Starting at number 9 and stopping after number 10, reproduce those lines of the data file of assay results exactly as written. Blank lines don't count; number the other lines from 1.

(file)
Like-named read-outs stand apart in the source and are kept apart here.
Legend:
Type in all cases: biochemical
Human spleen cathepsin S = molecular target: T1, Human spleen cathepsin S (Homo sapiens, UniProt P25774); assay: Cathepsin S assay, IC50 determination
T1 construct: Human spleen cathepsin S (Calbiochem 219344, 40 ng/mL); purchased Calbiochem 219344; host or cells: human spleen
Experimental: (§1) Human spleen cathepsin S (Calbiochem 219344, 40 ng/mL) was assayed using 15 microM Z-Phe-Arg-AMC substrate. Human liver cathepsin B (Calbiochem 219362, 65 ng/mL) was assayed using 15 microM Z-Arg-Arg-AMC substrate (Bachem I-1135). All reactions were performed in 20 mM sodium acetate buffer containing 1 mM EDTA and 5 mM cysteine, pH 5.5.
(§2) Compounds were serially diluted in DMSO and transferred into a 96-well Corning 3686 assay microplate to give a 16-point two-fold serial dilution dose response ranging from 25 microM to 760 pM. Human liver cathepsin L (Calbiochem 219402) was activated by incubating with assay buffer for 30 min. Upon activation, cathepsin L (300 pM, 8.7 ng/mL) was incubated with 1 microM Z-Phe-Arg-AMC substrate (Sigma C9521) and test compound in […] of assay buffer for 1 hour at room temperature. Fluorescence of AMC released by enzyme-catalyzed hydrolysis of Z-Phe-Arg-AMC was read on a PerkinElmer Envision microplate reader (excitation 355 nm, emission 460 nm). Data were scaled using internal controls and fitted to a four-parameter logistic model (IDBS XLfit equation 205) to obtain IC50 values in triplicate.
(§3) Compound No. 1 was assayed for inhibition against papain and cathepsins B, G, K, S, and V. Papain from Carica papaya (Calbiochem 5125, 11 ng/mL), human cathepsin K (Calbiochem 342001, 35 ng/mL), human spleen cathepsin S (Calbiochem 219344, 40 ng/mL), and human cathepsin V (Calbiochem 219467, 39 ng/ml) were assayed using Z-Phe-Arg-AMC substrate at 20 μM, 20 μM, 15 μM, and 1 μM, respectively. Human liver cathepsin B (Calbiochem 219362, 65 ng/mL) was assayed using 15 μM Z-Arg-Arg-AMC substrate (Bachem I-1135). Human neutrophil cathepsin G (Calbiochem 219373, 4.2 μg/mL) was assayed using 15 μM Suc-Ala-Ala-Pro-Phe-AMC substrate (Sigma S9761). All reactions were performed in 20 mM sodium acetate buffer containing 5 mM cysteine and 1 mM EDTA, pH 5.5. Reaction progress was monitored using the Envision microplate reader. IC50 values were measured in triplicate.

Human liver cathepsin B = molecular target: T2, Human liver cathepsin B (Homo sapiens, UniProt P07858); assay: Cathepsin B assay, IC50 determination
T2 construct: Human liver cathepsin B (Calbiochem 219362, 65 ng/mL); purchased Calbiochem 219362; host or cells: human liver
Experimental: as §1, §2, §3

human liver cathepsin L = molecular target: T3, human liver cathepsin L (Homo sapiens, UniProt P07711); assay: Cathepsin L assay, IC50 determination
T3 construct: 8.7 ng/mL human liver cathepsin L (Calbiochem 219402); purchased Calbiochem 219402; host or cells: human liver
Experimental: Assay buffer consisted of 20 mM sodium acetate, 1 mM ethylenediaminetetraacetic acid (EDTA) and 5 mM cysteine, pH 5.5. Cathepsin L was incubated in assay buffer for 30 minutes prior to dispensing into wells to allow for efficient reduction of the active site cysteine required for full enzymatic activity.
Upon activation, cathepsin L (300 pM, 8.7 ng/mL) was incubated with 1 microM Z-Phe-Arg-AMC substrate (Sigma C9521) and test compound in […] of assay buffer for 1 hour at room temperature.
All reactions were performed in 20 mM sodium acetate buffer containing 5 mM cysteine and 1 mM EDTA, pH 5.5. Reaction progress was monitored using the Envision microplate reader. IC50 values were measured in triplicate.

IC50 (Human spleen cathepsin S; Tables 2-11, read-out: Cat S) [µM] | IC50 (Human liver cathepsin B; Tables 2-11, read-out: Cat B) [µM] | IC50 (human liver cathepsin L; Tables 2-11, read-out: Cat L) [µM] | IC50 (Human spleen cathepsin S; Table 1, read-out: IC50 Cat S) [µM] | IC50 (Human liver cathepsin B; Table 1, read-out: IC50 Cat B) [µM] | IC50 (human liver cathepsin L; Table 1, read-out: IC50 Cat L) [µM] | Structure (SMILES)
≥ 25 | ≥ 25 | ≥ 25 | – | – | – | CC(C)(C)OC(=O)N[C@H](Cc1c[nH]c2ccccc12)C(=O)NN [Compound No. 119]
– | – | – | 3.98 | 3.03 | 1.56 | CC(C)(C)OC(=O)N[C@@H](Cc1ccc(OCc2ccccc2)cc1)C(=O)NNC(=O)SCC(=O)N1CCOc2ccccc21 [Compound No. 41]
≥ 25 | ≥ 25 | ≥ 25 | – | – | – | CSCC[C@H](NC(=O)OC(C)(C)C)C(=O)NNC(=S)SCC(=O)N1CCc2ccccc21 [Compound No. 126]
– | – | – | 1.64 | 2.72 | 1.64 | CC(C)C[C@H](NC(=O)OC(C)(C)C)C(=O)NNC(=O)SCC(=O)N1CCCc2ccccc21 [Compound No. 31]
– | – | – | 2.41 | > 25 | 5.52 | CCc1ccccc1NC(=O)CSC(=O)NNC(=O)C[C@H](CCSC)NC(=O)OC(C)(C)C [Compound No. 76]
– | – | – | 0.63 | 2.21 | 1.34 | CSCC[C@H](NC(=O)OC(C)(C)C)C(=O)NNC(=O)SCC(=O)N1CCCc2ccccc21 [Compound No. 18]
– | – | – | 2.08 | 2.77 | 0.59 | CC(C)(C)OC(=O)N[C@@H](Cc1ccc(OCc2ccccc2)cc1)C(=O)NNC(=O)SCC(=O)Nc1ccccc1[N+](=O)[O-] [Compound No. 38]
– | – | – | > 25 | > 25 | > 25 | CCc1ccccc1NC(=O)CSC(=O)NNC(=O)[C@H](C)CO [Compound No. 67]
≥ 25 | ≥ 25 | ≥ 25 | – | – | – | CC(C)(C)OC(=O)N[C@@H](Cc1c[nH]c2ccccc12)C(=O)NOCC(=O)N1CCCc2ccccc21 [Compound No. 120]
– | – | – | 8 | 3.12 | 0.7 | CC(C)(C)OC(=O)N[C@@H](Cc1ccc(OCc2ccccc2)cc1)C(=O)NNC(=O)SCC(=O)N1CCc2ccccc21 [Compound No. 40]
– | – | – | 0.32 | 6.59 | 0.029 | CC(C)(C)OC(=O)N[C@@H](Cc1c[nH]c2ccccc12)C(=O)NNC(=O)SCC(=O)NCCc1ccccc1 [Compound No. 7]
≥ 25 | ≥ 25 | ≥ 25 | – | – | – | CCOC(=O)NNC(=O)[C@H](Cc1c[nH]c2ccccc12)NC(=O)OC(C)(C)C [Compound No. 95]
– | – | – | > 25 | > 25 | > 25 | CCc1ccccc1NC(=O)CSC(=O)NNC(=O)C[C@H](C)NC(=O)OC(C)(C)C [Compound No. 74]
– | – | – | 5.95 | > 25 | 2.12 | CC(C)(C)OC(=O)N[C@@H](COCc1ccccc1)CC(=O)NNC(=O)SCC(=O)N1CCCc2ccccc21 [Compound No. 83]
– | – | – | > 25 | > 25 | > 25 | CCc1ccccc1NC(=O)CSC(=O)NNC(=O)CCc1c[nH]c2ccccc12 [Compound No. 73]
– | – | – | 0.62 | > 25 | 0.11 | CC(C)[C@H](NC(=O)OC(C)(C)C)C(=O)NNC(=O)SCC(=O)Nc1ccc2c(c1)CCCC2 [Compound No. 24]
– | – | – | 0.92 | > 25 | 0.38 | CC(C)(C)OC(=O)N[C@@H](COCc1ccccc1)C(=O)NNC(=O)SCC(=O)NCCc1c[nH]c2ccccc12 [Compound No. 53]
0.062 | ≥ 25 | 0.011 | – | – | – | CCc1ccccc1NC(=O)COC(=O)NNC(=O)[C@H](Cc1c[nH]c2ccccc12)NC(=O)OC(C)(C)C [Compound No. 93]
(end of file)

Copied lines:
Human liver cathepsin B = molecular target: T2, Human liver cathepsin B (Homo sapiens, UniProt P07858); assay: Cathepsin B assay, IC50 determination
T2 construct: Human liver cathepsin B (Calbiochem 219362, 65 ng/mL); purchased Calbiochem 219362; host or cells: human liver